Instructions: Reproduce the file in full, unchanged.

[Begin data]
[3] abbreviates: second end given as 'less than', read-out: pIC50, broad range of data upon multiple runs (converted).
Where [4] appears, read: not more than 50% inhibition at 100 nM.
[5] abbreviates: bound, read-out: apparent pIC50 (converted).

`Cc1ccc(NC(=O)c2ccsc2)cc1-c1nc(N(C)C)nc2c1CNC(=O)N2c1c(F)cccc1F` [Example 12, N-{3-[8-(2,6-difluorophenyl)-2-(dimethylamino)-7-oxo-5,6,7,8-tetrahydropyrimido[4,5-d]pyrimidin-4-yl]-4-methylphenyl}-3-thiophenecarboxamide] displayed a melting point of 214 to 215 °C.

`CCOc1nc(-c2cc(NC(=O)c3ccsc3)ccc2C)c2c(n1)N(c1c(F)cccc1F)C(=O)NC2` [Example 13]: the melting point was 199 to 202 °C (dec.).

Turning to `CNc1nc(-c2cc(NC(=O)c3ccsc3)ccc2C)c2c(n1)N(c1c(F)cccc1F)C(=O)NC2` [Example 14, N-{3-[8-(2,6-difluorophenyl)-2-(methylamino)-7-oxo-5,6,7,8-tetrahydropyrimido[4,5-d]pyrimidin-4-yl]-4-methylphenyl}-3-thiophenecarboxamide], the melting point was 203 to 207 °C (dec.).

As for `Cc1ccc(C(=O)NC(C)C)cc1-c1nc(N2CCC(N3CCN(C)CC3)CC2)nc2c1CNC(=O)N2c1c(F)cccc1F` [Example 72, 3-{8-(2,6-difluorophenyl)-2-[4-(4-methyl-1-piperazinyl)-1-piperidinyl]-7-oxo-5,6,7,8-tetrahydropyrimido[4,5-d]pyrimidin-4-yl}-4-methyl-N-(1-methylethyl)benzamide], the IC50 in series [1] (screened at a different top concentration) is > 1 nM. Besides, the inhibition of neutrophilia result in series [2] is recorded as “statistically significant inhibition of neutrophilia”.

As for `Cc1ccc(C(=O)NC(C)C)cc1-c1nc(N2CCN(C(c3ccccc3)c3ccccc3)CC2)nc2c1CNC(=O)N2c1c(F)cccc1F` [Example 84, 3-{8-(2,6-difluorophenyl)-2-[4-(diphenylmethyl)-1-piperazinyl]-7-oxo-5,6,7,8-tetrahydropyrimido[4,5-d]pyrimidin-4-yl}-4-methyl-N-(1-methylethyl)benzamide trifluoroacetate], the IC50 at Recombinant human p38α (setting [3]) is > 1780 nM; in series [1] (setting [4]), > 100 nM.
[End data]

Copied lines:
[3] abbreviates: second end given as 'less than', read-out: pIC50, broad range of data upon multiple runs (converted).
Where [4] appears, read: not more than 50% inhibition at 100 nM.
[5] abbreviates: bound, read-out: apparent pIC50 (converted).

`Cc1ccc(NC(=O)c2ccsc2)cc1-c1nc(N(C)C)nc2c1CNC(=O)N2c1c(F)cccc1F` [Example 12, N-{3-[8-(2,6-difluorophenyl)-2-(dimethylamino)-7-oxo-5,6,7,8-tetrahydropyrimido[4,5-d]pyrimidin-4-yl]-4-methylphenyl}-3-thiophenecarboxamide] displayed a melting point of 214 to 215 °C.

`CCOc1nc(-c2cc(NC(=O)c3ccsc3)ccc2C)c2c(n1)N(c1c(F)cccc1F)C(=O)NC2` [Example 13]: the melting point was 199 to 202 °C (dec.).

Turning to `CNc1nc(-c2cc(NC(=O)c3ccsc3)ccc2C)c2c(n1)N(c1c(F)cccc1F)C(=O)NC2` [Example 14, N-{3-[8-(2,6-difluorophenyl)-2-(methylamino)-7-oxo-5,6,7,8-tetrahydropyrimido[4,5-d]pyrimidin-4-yl]-4-methylphenyl}-3-thiophenecarboxamide], the melting point was 203 to 207 °C (dec.).

As for `Cc1ccc(C(=O)NC(C)C)cc1-c1nc(N2CCC(N3CCN(C)CC3)CC2)nc2c1CNC(=O)N2c1c(F)cccc1F` [Example 72, 3-{8-(2,6-difluorophenyl)-2-[4-(4-methyl-1-piperazinyl)-1-piperidinyl]-7-oxo-5,6,7,8-tetrahydropyrimido[4,5-d]pyrimidin-4-yl}-4-methyl-N-(1-methylethyl)benzamide], the IC50 in series [1] (screened at a different top concentration) is > 1 nM. Besides, the inhibition of neutrophilia result in series [2] is recorded as “statistically significant inhibition of neutrophilia”.

As for `Cc1ccc(C(=O)NC(C)C)cc1-c1nc(N2CCN(C(c3ccccc3)c3ccccc3)CC2)nc2c1CNC(=O)N2c1c(F)cccc1F` [Example 84, 3-{8-(2,6-difluorophenyl)-2-[4-(diphenylmethyl)-1-piperazinyl]-7-oxo-5,6,7,8-tetrahydropyrimido[4,5-d]pyrimidin-4-yl}-4-methyl-N-(1-methylethyl)benzamide trifluoroacetate], the IC50 at Recombinant human p38α (setting [3]) is > 1780 nM; in series [1] (setting [4]), > 100 nM.